Equal-value and Equal-type Operator in JavaScript

Equal-value and Equal-type Comparison Operator

In JavaScript, Equal-value and equal-type comparison operator takes two operands, returns true if left and right operands are equal in both value and data type, or false otherwise.


=== symbol is used for comparison equal-value and equal-type operator.

a === 5  //returns true if a has a value of 5 and type of a is numeric
a === b  //returns true if a and b has same value and type

Since equal-value and equal-type operator does check both type and value, the following example illustrates the case.

a = 5     //a has a value of 5 (numeric)
a === '5' //returns false
a === 5   //returns true


1. Check if value of a is equal to 5.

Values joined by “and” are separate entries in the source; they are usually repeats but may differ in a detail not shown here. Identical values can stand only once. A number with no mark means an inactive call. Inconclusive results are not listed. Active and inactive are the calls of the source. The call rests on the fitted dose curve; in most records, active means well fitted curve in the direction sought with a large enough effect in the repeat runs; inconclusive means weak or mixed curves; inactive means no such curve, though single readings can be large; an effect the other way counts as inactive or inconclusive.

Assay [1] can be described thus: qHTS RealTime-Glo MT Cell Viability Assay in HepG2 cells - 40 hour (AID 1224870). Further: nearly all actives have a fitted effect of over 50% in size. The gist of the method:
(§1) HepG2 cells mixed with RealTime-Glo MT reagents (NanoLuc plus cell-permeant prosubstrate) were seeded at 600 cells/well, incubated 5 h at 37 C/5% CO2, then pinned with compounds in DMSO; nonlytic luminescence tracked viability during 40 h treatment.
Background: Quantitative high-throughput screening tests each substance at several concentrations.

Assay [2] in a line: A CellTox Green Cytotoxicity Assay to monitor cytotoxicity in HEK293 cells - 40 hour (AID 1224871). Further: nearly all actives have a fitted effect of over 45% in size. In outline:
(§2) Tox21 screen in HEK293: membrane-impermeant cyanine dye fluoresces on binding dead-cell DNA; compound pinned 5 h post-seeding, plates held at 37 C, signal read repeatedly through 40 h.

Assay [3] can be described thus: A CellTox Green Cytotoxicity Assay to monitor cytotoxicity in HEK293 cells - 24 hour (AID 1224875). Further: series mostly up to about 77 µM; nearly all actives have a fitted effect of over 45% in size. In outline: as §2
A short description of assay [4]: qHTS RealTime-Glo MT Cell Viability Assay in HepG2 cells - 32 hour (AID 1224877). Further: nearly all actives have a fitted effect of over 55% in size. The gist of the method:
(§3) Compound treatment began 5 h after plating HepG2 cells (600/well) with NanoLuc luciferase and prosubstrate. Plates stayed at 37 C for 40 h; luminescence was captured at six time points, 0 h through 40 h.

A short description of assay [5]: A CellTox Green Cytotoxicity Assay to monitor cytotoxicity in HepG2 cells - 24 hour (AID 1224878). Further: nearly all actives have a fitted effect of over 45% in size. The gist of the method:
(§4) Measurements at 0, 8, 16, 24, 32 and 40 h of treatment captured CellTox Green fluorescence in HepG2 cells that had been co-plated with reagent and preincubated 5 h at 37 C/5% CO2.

var a = 5;
if (a === 5) {
    console.log('a is 5');
} else {
    console.log('a is not 5');

2. Check if values in a and b are equal to each other.

var a = 5;
var b = 7;
if (a === b) {
    console.log('a and b are equal');
} else {
    console.log('a and b are not equal');

3. Check if value in a is equal to 5.

var a = '5';
if (a === 5) {
    console.log('a is \'5\'');
} else {
    console.log('a is not \'5\'');

a is assigned with a string type value. Since comparison equal-value and equal-type operator checks both the type and value, it returns false.